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Reason as the Leading Motive

Notes on Wittgenstein

Posted by Jerry on January 4, 2007

I’ve just started reading Ray Monk’s biography of Wittgenstein titled Ludwig Wittgenstein: The Duty of Genius.

 

I’ve also read other works on Wittgenstein, such as the Philosophy Now edition dedicated to briefly exploring his life and works, The Essential Wittgenstein, Incompleteness, and Wittgenstein’s Poker. In all my readings of him, the man has come out to be far short of a genius; in fact, much worse, the man comes off being terribly confused, paranoid, self-loathing, and often, a charlatan disguised as a philosophizer.

 

The man’s deep-seated psychological confusion was apparent even from his younger years. According to Monk, Wittgenstein was ashamed of the fact that he had not killed himself–that he was not daring enough to commit suicide. Monk says that this feeling of shame and self-loathing lasted for nine years!

 

Well, Wittgenstein did achieve a different kind of suicide–a philosophical one. He set out to burn down entire philosophical edifices, reduce everything to mere linguistic dilemmas; and in so doing, he was–insofar as he regarded himself as a philosopher–engaging in self-immolation.

 

From his childhood, Wittgenstein suffered from an inadequacy of being. He never was quite comfortable with who he was–for example, he was eager to deny his Jewish heritage while his brother refused to do the same. He consciously made the effort to “[say] what was untrue because I was afraid of the bad opinion of those around me.”

 

Monk relates that Wittgenstein was a fairly poor student through most of his schooling. He was weakest in the “scientific and technical subjects,” which makes the extent of the man’s dishonesty even more persuasive because–in his later years as a philosophizer–he engaged in aggressive, vociferous, and adamant argumentation against Kurt Godel’s discoveries in technical and theoretical Mathematics only to be proved logically and irrevocably wrong.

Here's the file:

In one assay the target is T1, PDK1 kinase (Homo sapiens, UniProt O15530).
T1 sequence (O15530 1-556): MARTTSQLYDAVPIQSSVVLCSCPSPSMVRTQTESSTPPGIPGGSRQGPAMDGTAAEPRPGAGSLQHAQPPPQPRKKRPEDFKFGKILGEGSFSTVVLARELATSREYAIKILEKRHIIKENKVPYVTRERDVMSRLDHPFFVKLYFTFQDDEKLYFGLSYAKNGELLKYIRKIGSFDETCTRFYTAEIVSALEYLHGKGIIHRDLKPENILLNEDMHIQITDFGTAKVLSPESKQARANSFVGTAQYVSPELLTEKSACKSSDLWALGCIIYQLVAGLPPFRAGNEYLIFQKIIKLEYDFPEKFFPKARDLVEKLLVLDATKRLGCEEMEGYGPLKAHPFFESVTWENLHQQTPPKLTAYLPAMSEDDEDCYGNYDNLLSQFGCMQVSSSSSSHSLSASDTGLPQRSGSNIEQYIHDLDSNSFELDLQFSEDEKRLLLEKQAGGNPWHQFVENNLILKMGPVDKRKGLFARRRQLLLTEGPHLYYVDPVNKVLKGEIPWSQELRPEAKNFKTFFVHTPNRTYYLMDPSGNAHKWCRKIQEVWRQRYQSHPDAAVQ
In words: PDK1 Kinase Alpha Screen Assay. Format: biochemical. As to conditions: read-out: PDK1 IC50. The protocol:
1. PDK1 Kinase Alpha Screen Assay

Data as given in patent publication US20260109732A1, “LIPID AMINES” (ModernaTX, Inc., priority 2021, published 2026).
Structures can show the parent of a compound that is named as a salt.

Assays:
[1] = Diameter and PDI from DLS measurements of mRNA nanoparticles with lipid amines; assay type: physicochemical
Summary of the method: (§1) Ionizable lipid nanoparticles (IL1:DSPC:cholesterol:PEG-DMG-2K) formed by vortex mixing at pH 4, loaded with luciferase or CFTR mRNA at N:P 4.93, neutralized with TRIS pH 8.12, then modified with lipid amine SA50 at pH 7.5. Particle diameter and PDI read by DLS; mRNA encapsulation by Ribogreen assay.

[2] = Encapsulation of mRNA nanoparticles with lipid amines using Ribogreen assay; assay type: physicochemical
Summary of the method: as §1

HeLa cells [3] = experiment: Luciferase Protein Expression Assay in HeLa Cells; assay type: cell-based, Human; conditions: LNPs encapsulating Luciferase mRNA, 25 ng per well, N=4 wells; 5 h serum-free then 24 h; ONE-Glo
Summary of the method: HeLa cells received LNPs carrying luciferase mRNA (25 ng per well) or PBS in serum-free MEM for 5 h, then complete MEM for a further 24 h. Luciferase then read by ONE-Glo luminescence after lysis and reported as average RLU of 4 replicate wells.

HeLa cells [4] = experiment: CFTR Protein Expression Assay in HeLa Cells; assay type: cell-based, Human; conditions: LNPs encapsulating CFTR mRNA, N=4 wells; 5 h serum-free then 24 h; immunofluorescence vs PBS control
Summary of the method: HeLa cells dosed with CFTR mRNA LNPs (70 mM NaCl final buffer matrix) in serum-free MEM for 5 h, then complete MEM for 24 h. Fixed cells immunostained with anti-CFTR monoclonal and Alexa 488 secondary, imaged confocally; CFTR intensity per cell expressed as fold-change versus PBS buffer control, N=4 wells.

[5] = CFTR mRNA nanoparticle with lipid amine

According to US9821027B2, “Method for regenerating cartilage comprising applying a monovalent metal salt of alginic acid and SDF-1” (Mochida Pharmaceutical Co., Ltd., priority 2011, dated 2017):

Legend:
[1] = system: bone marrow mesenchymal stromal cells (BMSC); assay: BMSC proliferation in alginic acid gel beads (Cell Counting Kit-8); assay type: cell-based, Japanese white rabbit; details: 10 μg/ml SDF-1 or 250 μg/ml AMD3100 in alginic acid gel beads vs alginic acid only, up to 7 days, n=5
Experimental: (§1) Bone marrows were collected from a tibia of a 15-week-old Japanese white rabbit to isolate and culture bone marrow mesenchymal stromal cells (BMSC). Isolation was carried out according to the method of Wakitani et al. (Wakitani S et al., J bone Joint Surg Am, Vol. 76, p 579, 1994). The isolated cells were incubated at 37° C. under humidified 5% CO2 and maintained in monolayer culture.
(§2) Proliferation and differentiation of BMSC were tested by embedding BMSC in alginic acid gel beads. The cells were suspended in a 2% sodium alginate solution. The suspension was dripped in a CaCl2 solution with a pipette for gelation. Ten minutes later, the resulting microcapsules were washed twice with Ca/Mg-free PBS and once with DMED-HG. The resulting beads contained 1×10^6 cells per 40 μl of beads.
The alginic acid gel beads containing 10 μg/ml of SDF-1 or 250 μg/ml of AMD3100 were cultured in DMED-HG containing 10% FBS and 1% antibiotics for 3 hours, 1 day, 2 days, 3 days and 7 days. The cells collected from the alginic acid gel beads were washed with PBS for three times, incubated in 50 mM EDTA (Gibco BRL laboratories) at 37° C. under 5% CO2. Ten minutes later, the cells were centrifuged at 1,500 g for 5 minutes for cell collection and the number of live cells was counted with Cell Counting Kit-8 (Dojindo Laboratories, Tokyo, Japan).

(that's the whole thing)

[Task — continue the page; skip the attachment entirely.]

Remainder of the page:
All of this notwithstanding, I have found great amusement in reading about Wittgenstein and his cultish, adulating disciples from the Vienna Circle. This is the way I see it: sometimes, even a fool’s imagination can be very captivating. And admittedly, Wittgenstein had one very active imagination! Of course, I’m open to being proved wrong about the shallowness of Wittgenstein’s main ideas, and I am eager to read more from his sympathizers. As I move along in the book, I expect to resurrect this post with periodic updates on my thoughts.

 

“Given Wittgenstein’s theory of sense and nonsense, that very theory turns out to be meaningless! This is not an unforeseen consequence of Wittgenstein’s theory, something he realized at a later date. By the time we get to the end of the Tractatus it appears that Wittgenstein intended all along to show that what he had written is nonsense.”

Mark Jago looks at Wittgenstein’s first theory of language, in the Tractatus. One of the conclusions of this theory is that the theory in the Tractatus is nonsense. [From Philosophy Now, Issue 58]

 

Added: As I read further into Wittgenstein’s biography, it becomes increasingly apparent that the man had a severely fractured soul. His life–at least as far as I have read–is so filled with internal and emotional turmoil, intellectual doubt, low self-esteem, and spiritual self-loathing. So intense is the depressive and melancholic mood that emanates from the biography that at one point I simply wanted to quit reading the book; it was ruining my own mood.

I will not quit the book, however. There is very little, almost nothing at all, about the Wittgenstein that I have read thus far that strikes me as evidence of an unusually intelligent or brilliant mind. Indeed, what is revealed is a man who is a chronic misanthrope, who exhibited extreme violence against some of his female pupils, was often dishonest—in short, a man of very weak character.

 

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8 Responses to “Notes on Wittgenstein”

  1. Ergo said

    To clarify, “Incompleteness” is NOT about Wittgenstein. It is about Kurt Godel. However, it devotes a good amount to Wittgenstein’s reaction to Godel’s revolutionary proofs. And in that, one can get some insight into the character of Wittgenstein himself.

  2. Luis said

    You know, I used to be a lot like Wittgenstein. I used to think that everything I or anyone else said was nonsense. My aim was usually to show that what I or anyone else was saying, was nonsense. I would go around in circles. I think you got a bit of that when you met me. Remember when I told you that I believed there were no morals?